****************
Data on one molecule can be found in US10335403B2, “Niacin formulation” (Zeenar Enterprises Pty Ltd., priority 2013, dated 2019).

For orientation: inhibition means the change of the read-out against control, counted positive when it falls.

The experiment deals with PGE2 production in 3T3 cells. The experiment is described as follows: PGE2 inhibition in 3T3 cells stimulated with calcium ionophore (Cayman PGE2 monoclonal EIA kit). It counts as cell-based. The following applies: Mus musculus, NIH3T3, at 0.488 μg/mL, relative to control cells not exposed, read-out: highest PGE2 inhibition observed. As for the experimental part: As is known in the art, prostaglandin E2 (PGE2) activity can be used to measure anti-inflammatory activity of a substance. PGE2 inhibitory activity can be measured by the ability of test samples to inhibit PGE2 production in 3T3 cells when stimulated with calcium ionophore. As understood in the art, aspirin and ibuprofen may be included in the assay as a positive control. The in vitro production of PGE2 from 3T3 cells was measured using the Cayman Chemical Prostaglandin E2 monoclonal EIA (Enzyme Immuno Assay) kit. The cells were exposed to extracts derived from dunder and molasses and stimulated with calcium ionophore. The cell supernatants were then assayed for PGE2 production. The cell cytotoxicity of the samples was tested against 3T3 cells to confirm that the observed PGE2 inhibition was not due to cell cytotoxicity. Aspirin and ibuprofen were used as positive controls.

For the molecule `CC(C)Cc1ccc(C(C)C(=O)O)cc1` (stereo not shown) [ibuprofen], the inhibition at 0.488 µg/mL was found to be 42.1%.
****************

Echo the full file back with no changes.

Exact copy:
Data on one molecule can be found in US10335403B2, “Niacin formulation” (Zeenar Enterprises Pty Ltd., priority 2013, dated 2019).

For orientation: inhibition means the change of the read-out against control, counted positive when it falls.

The experiment deals with PGE2 production in 3T3 cells. The experiment is described as follows: PGE2 inhibition in 3T3 cells stimulated with calcium ionophore (Cayman PGE2 monoclonal EIA kit). It counts as cell-based. The following applies: Mus musculus, NIH3T3, at 0.488 μg/mL, relative to control cells not exposed, read-out: highest PGE2 inhibition observed. As for the experimental part: As is known in the art, prostaglandin E2 (PGE2) activity can be used to measure anti-inflammatory activity of a substance. PGE2 inhibitory activity can be measured by the ability of test samples to inhibit PGE2 production in 3T3 cells when stimulated with calcium ionophore. As understood in the art, aspirin and ibuprofen may be included in the assay as a positive control. The in vitro production of PGE2 from 3T3 cells was measured using the Cayman Chemical Prostaglandin E2 monoclonal EIA (Enzyme Immuno Assay) kit. The cells were exposed to extracts derived from dunder and molasses and stimulated with calcium ionophore. The cell supernatants were then assayed for PGE2 production. The cell cytotoxicity of the samples was tested against 3T3 cells to confirm that the observed PGE2 inhibition was not due to cell cytotoxicity. Aspirin and ibuprofen were used as positive controls.

For the molecule `CC(C)Cc1ccc(C(C)C(=O)O)cc1` (stereo not shown) [ibuprofen], the inhibition at 0.488 µg/mL was found to be 42.1%.